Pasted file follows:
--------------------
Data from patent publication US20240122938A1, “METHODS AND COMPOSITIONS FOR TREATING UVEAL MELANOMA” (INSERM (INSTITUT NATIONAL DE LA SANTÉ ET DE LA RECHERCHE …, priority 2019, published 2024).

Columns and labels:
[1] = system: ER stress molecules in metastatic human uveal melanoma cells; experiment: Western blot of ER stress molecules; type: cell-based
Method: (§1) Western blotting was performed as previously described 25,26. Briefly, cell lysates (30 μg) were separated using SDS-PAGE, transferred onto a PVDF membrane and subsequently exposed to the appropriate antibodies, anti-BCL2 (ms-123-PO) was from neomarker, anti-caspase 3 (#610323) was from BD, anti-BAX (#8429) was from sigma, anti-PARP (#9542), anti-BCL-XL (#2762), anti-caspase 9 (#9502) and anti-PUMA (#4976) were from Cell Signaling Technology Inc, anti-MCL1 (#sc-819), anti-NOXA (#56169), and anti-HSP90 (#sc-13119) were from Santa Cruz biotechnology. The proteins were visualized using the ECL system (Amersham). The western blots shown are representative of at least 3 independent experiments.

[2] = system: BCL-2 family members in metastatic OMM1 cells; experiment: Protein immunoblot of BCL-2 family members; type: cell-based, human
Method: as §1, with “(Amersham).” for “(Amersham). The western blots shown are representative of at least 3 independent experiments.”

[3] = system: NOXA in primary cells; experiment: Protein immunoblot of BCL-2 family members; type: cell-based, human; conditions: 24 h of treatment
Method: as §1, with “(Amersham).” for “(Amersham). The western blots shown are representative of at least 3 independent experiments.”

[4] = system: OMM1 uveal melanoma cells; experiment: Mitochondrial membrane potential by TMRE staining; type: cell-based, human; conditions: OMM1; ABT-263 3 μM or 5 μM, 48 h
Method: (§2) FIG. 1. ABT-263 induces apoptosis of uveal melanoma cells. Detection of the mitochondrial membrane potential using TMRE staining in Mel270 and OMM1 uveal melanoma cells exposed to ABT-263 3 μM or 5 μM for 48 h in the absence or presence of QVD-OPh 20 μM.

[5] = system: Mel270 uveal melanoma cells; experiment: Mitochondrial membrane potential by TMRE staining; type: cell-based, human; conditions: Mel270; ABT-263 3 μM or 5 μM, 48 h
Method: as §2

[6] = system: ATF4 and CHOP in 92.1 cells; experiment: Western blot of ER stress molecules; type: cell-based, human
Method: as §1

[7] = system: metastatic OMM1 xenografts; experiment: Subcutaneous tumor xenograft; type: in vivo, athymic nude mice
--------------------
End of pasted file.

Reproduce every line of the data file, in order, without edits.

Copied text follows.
Data from patent publication US20240122938A1, “METHODS AND COMPOSITIONS FOR TREATING UVEAL MELANOMA” (INSERM (INSTITUT NATIONAL DE LA SANTÉ ET DE LA RECHERCHE …, priority 2019, published 2024).

Columns and labels:
[1] = system: ER stress molecules in metastatic human uveal melanoma cells; experiment: Western blot of ER stress molecules; type: cell-based
Method: (§1) Western blotting was performed as previously described 25,26. Briefly, cell lysates (30 μg) were separated using SDS-PAGE, transferred onto a PVDF membrane and subsequently exposed to the appropriate antibodies, anti-BCL2 (ms-123-PO) was from neomarker, anti-caspase 3 (#610323) was from BD, anti-BAX (#8429) was from sigma, anti-PARP (#9542), anti-BCL-XL (#2762), anti-caspase 9 (#9502) and anti-PUMA (#4976) were from Cell Signaling Technology Inc, anti-MCL1 (#sc-819), anti-NOXA (#56169), and anti-HSP90 (#sc-13119) were from Santa Cruz biotechnology. The proteins were visualized using the ECL system (Amersham). The western blots shown are representative of at least 3 independent experiments.

[2] = system: BCL-2 family members in metastatic OMM1 cells; experiment: Protein immunoblot of BCL-2 family members; type: cell-based, human
Method: as §1, with “(Amersham).” for “(Amersham). The western blots shown are representative of at least 3 independent experiments.”

[3] = system: NOXA in primary cells; experiment: Protein immunoblot of BCL-2 family members; type: cell-based, human; conditions: 24 h of treatment
Method: as §1, with “(Amersham).” for “(Amersham). The western blots shown are representative of at least 3 independent experiments.”

[4] = system: OMM1 uveal melanoma cells; experiment: Mitochondrial membrane potential by TMRE staining; type: cell-based, human; conditions: OMM1; ABT-263 3 μM or 5 μM, 48 h
Method: (§2) FIG. 1. ABT-263 induces apoptosis of uveal melanoma cells. Detection of the mitochondrial membrane potential using TMRE staining in Mel270 and OMM1 uveal melanoma cells exposed to ABT-263 3 μM or 5 μM for 48 h in the absence or presence of QVD-OPh 20 μM.

[5] = system: Mel270 uveal melanoma cells; experiment: Mitochondrial membrane potential by TMRE staining; type: cell-based, human; conditions: Mel270; ABT-263 3 μM or 5 μM, 48 h
Method: as §2

[6] = system: ATF4 and CHOP in 92.1 cells; experiment: Western blot of ER stress molecules; type: cell-based, human
Method: as §1

[7] = system: metastatic OMM1 xenografts; experiment: Subcutaneous tumor xenograft; type: in vivo, athymic nude mice